To say that every knee shall bow at the name of Jesus must not be a call for triumphalism or Christian conquest, but a statement that we are all, finally, going to be judged by the poorest and the most outcast, by the victims of power, that it is to them—to the Word of God expressing itself through them—that our loyalty must be owed. We are not, in fact, rightly the boss of ourselves alone. We kneel to all flesh and its pains, and withdraw our allegiance from the powers, as much as we can, every moment, every day, and live in the exousia of our deep selves, and of the dying, risen Christ.

One son made loud noises about how he was going to carry out the work his father requested—noises as loud, maybe, as the evangelical rally which ended it for that young woman. One son quietly went and did the work. We all need to think about which of these sons we will be; and moments of reckoning are coming, large and small. Unimaginably, the President of the United States is musing openly about a coup, a claim for authority based on power and raw violence. Anti-mask protestors physically attacked our friend Venetia last week, just one block from the church. A second wave of COVID-19 is clearly underway, and our society has done little or nothing to address the structural issues which meant that those already economically and socially disadvantaged suffered the most in the first wave, and the elderly and the disabled are still spoken about as if they are acceptable collateral damage, required for “the economy” to operate full steam. Black people are still being murdered by police with few or no consequences. Indigenous people are still marginalized in almost every measurable way, here on their own land.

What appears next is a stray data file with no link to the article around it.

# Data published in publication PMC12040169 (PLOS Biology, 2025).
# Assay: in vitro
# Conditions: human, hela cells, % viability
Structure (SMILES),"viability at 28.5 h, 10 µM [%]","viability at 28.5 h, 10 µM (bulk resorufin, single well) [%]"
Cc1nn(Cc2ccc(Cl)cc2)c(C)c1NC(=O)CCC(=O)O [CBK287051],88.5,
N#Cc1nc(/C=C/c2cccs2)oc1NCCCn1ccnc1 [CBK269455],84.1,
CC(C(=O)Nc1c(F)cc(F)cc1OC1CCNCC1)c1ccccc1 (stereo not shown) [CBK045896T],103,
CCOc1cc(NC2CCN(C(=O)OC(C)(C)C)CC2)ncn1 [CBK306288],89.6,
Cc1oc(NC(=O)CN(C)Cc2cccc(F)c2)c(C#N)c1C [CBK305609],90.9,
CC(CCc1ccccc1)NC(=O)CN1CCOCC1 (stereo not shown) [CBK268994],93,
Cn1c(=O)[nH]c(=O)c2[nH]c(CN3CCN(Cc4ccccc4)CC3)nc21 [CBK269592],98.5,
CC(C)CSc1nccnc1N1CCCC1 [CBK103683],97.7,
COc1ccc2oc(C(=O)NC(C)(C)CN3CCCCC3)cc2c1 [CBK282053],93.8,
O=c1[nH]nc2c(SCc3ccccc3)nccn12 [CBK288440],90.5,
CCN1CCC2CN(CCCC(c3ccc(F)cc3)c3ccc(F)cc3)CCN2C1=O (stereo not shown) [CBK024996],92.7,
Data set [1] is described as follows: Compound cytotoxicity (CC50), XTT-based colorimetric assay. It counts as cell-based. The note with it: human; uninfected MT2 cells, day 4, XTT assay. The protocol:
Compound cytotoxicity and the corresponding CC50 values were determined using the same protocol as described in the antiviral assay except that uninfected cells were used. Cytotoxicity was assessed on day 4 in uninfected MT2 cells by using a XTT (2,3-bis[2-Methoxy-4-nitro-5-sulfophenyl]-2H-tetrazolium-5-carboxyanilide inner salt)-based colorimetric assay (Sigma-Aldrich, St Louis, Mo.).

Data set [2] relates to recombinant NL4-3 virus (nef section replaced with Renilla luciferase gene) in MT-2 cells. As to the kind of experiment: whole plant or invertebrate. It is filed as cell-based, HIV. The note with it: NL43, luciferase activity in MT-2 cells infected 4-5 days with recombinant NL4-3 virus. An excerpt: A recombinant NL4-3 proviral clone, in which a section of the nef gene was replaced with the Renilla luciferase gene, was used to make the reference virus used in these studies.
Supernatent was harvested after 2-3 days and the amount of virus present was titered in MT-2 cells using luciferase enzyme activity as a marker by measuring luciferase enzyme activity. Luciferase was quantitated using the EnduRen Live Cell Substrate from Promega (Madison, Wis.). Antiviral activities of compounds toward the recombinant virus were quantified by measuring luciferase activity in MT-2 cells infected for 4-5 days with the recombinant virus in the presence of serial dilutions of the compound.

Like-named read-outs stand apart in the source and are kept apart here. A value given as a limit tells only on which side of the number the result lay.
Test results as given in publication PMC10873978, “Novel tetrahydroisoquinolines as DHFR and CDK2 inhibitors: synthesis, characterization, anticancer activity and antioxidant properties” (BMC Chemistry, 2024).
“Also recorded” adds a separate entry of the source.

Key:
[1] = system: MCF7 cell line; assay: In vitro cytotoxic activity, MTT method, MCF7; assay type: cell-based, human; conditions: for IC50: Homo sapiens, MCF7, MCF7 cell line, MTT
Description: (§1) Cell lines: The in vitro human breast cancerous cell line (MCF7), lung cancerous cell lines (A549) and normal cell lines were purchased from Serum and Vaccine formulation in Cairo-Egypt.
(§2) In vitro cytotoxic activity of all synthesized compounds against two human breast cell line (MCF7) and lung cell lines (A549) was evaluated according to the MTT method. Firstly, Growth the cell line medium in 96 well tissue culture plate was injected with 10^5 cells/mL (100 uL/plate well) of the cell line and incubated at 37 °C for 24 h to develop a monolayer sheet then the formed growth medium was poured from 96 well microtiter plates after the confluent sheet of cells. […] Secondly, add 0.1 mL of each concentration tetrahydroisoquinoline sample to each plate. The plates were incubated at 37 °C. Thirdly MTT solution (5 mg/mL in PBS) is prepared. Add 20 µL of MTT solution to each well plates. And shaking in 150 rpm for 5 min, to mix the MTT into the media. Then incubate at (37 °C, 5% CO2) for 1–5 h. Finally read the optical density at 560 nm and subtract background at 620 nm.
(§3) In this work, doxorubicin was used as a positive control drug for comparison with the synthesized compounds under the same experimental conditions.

We are all of us somehow or other, to a greater or lesser degree, complicit with all this injustice, trying to be aware of the contours of it, trying to get free. When Jesus names the tax collectors and the prostitutes, he chooses those two employment categories for a reason—these were people whose work put them in immediate, undeniable collaboration with the Roman occupation, for Rome always had taxes to collect, and Rome always had soldiers who wanted to hire sex workers. The tax collectors and the prostitutes, doing what they had to do to survive, knew they were involved, knew the wrong and longed for something better. The Temple authorities, no less complicit in their own way, had managed to pretend that they were not, that they were the good people, untouched, though only through cooperation with the occupiers, the compromise symbolized by those people swapping Caesar’s dirty money for “clean” Temple coinage, could they hold onto their considerably greater power.

If we are able to acknowledge that we are not especially good, not innocent, not virtuous, perhaps we can start to see the opportunities we have, in our small lives, to go into the fields and do the work. Find the ways in which we can offer ourselves, freely, truly, to the needs of the sad world. Commit ourselves, flawed and frail as we are, to vocations of care or art or science; commit ourselves to the people around us, wearing masks and washing hands for all their sakes; holding, when we must, the distance which is love. Go into the our own fields, into the fields of this parish with all its pains and beauties, and do such work as the time allows. Be the water which is struck from the rock of these hard days.